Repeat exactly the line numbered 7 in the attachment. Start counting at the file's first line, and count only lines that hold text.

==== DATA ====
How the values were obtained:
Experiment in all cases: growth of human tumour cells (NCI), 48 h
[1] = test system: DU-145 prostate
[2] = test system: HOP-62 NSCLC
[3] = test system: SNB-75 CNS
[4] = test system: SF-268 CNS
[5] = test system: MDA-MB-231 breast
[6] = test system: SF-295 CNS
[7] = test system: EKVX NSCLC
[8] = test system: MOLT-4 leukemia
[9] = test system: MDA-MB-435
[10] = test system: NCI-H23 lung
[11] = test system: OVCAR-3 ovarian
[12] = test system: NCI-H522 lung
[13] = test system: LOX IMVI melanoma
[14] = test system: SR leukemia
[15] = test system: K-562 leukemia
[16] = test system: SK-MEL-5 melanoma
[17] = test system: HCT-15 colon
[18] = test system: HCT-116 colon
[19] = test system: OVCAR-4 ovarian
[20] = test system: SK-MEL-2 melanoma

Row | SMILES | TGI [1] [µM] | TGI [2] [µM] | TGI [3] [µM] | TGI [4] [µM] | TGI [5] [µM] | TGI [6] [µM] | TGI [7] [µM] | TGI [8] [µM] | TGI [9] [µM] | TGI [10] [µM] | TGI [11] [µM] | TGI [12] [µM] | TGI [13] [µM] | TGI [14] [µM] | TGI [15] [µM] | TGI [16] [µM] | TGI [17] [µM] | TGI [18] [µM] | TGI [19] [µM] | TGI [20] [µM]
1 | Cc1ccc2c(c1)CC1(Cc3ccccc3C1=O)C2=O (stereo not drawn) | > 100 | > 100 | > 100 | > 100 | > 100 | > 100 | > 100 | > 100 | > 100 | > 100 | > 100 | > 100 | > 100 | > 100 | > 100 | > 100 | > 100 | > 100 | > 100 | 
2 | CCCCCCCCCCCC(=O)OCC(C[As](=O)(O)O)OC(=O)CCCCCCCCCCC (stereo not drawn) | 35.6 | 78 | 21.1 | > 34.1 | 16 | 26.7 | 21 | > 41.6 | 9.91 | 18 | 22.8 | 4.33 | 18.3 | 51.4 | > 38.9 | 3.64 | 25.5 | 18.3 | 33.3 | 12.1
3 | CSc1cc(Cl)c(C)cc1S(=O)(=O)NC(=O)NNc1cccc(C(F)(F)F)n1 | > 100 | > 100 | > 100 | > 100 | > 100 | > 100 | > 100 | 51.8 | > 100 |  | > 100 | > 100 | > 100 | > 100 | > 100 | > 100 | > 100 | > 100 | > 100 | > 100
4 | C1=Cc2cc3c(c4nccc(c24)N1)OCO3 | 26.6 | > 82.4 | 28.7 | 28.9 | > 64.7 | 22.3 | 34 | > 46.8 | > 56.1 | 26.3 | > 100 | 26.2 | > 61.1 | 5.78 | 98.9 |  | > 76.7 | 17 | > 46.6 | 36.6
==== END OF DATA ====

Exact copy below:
[5] = test system: MDA-MB-231 breast